As this is a scenario set in Mexico during the period of the American Wild West, you will be asked to come up with (or will be provided with by us, if preferred) a character suitable for this era. For example, you could play a mineworker, a cowhand, a gambler, a trader, a bounty hunter, a soldier, a hunter, an emigrant, or even an outlaw, and you could be Mexican, American, Indian, or an immigrant from Europe. These are just a few possibilities, but of course you are free to come up with anything that would fit into the background given above. Remember that it is a time when the conflict between Mexico and the newly independent Texas is still fresh in everyone’s mind, but the war between Mexico and the United States has not yet happened (this took place in 1846-8 following the annexation of Texas to the United States in 1845). Therefore, whilst Texians (the general pre-1850 name for inhabitants of Texas) are treated with contempt and suspicion by most Mexicans, Americans are generally more acceptable in Mexico.
A name for your character will be required, along with a brief background that includes age, sex, occupation, the direction the character is travelling in (north or south), and any life history you would like to add in order to flesh out your character. There will be plenty of opportunity to add further details at a later date and more information will be provided in the form of play-by-mail during the lead up to the scenario.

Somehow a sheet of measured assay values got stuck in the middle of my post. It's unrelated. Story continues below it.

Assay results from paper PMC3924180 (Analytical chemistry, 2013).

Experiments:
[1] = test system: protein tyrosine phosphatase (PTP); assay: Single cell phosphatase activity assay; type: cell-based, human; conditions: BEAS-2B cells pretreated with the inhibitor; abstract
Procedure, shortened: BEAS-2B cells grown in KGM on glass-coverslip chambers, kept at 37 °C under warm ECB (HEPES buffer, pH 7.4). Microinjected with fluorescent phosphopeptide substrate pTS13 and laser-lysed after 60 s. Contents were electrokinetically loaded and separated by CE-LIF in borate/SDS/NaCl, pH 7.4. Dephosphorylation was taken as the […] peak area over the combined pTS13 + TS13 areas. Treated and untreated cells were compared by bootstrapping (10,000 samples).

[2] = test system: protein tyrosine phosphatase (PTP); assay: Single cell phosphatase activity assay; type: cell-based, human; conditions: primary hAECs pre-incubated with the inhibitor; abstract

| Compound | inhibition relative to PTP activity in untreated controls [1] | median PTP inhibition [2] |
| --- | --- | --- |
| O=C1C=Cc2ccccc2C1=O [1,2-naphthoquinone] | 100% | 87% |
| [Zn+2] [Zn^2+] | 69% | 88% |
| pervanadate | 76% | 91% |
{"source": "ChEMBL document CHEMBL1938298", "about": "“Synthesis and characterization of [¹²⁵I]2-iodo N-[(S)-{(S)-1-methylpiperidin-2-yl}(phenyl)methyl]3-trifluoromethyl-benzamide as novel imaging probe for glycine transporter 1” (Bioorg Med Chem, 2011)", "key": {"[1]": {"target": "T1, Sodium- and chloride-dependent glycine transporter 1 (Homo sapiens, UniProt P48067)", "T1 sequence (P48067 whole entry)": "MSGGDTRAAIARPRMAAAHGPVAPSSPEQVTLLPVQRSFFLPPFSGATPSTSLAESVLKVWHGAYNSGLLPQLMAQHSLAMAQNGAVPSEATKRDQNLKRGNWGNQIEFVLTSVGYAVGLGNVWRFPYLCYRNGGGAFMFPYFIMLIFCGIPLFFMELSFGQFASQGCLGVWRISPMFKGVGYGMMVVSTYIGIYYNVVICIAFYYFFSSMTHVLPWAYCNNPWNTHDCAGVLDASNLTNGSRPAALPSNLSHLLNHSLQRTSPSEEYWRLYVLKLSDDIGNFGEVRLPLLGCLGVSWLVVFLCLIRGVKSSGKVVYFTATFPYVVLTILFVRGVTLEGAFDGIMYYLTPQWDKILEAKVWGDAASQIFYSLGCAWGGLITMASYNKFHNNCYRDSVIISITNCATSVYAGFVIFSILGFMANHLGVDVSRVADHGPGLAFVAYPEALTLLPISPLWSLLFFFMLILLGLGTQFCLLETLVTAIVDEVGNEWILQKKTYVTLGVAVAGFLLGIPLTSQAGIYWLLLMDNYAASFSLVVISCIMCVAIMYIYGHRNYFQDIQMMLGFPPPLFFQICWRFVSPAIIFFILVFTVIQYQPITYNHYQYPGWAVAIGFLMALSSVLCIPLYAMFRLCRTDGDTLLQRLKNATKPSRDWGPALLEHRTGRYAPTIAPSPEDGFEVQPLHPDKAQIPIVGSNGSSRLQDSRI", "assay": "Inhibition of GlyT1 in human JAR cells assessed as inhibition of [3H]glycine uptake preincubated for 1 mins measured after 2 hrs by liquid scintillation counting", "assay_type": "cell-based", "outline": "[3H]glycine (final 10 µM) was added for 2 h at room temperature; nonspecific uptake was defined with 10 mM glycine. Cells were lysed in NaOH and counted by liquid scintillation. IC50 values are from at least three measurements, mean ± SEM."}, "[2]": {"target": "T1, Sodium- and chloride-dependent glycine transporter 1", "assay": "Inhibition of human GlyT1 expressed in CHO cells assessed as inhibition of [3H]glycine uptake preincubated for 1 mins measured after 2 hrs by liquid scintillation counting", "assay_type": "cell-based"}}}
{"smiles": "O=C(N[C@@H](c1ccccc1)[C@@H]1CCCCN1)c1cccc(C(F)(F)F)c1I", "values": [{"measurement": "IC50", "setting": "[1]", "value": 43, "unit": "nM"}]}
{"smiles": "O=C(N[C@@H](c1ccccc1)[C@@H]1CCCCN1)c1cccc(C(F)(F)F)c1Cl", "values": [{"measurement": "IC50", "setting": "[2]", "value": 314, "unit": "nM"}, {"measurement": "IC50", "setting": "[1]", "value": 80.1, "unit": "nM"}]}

The scenario will start around 8pm on Friday evening and will end about midnight on Saturday night. Food provided will include an In-Game meal on Friday evening, a cooked breakfast and a light lunch on Saturday, and a post-scenario meal once the event has finished. You will also have a cooked breakfast on Sunday morning before your departure. Whilst playing your character you are requested to wear clothing appropriate to the period in which the scenario is set. You can bring any props that are suitable for that time and would fit in with your character, although all props must be cleared by the scenario organisers prior to the event. As this is a Wild West scenario it is anticipated that many characters will have guns, but only visual representations (Vis-Reps) of guns will be acceptable (no real guns!) and they must be appropriate to the period (e.g. six-shooters and muskets/rifles will be acceptable, but semi-automatics and machine guns will not). Vis-Reps of bows and arrows will also be acceptable.
If you would like to book your place on this scenario or have any questions about the above, please contact John Roberts via e-mail at FOTDSJR@aol.com.